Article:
Group II: Fifty cases on admission selected at random were treated with Liv.52 tabs thrice a day for 14 days in addition to treatment at I above.

Group III: Those cases of group I and group II who after 10 days of treatment did not show expected clinical improvement and in whom serum bilirubin level rose to above 12.0 mg% were given in addition oral prednisolone.

Group IV: Patients of fulminant hepatitis were treated as follows: (a) absolute bed-rest with usual care of comatosed patients, (b) Parental glucose (20%) 2 litres in 24 hours, (c) I.V. hydrocortisone hemisuccinate 10 mg 6 hourly.

Oral prednisolone was substituted as soon as possible in doses of 80 mg daily and then gradually tapered off in three to four weeks time. (d) Tetracycline orally 500 mg 6 hourly (e) Complete stoppage of proteins (f) Daily bowel wash (g) supportive therapy with injection Vit. B complex, injection Vit. C, Injection Vit.K and vasopressor drugs.

Disposal of Cases: The patient was considered fit for discharge when (a) he became asymptomatic, regained his normal appetite and picked up weight, (b) Liver was either not palpable or just palpable but not tender, (c) urine was free from bile pigments and urobilinogen reappeared and (d) serum bilirubin was 0.6 mg% or less.

After discharge from hospital the patients were sent on 4 to 8 weeks sick leave and to be reviewed at the end of that period. They were advised to avoid alcohol at least for one year.


The main symptoms noted were feeling weakness (59.4%), abdominal pain/discomfort special in right hypochondrium (43.3%), loss of appetite (37.2%) nausea (21.7%), vomiting (12%), fever (11.2%) and pruritis (2.8%). All cases at the time of admission had jaundice, tenderness of right hypochondrium was present in 98.1%, palpable liver in 93% cases and palpable spleen in 5% cases; urine for bile pigments was positive in all cases and bile salts were detected in 83%of cases; serum bilirubin was raised in all patients. Total and differential blood counts were within normal limits.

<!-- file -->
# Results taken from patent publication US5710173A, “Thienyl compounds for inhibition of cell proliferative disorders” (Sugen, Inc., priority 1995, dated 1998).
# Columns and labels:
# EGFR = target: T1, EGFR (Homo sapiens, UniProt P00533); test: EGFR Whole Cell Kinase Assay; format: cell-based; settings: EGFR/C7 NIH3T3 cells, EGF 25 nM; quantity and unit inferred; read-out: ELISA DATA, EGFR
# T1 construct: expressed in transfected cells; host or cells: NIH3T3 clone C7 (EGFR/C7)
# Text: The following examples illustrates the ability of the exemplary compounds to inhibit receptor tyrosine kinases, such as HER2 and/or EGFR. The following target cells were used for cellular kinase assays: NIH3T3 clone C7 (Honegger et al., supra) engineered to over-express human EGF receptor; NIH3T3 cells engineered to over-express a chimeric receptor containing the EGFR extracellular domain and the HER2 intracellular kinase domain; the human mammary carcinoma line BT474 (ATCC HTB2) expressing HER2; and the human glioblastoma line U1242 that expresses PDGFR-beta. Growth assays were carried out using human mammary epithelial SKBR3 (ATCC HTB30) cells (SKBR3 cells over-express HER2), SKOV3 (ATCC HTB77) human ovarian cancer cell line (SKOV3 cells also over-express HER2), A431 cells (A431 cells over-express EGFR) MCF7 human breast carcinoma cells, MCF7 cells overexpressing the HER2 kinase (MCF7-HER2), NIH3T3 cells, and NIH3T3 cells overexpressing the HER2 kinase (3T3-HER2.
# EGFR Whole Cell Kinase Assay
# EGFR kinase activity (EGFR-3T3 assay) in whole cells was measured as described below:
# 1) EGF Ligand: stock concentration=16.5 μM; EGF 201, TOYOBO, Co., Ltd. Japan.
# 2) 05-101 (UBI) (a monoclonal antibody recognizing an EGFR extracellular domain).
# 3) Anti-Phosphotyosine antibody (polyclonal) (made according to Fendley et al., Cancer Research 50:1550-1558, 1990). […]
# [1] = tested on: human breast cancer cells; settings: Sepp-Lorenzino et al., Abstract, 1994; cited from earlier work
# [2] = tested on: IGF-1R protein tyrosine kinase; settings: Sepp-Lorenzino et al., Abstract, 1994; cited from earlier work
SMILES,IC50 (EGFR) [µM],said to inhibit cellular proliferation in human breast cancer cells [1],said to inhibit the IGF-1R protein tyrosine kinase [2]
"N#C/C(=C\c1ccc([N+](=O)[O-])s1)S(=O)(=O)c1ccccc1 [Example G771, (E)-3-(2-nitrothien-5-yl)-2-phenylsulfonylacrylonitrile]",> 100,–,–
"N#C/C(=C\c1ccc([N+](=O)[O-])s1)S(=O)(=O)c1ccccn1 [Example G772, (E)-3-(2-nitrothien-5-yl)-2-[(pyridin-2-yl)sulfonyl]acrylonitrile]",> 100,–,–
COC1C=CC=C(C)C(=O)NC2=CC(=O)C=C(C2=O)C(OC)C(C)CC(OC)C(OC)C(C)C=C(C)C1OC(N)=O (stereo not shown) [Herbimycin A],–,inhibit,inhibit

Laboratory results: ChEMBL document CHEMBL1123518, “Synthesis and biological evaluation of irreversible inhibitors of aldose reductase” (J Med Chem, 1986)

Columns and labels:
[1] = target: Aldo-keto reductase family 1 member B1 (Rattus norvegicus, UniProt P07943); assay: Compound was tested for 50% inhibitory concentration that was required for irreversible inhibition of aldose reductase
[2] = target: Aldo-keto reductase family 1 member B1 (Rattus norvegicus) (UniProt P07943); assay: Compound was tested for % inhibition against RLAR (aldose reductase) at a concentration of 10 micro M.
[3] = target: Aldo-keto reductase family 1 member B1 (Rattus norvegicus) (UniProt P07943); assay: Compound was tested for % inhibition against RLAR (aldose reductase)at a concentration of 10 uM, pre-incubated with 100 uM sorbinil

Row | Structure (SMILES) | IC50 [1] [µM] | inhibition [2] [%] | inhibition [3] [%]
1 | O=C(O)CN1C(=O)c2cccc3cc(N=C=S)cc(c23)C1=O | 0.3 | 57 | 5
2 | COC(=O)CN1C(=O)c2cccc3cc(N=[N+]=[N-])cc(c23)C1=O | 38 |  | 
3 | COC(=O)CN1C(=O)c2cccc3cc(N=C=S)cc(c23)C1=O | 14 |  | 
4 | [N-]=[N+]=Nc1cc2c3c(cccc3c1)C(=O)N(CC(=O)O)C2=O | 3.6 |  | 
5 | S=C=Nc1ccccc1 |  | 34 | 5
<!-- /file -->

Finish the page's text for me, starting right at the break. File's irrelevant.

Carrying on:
Out of 626 cases of Group I, 6 cases developed fulminant hepatitis and 111 cases required additional prednisolone after 10 days. 509 cases made an uneventful recovery. Their appetite improved on an average in 5 days and feeling of well-being returned in 7 days. On an average the urine started clearing on the 7th day and serum bilirubin showed a fall of 1 to 3 mg on every 4th day.

Out of 50 cases of Group II only one case required corticosteroids at a later stage as compared to 111 cases in Group I. No case developed fulminant hepatitis. Forty nine cases made smooth recovery. Their appetite and feeling of well-being returned in 3 and 5 days respectively. Thus it was quicker than in Group I. Similarly nausea, vomiting and abdominal discomfort subsided 24-48 hours earlier than in Group I. The urine also started changing colour earlier i.e. on fifth day and serum bilirubin registered a fall of 2 to 4 mg every fourth day. Their hospital stay on an average was less by 4 to 7 days as compared to Group I.

One hundred and eleven cases of Group I and one case of Group II were started on oral prednisolone on 11th day as follows:-

30 mg for five days, 20 mg for five days, 15 mg for five days, 10 mg for five days and 5 mg for five days. In majority of the cases this 25 days treatment was sufficient but this treatment had to be prolonged with proper modification of doses for 35 days in 13 cases and for 50 days in 5 cases because serum bilirubin had not fallen below 1 mg% in 25 days.

Six cases of Group I were started on corticosteroid therapy with other treatment already mentioned earlier than 10 days because they showed evidence of hepatic precoma. The main symptoms noticed were disturbed consciousness, irritability and mental confusion. Typical flapping tremor was seen in only one case. Another case who went into hepatic coma, developed simultaneously acute renal failure. Patient developed oilguria and blood urea went up to 380 mg%. There was no history of any surgical operation and nothing suggestive of Weil’s disease. TLC, DLC were within normal limits. The patient was given usual conservative treatment for acute renal failure in addition to the Group IV treatment. Patient regained consciousness after 42 hours, gradually kidneys started functioning and patient made good recovery.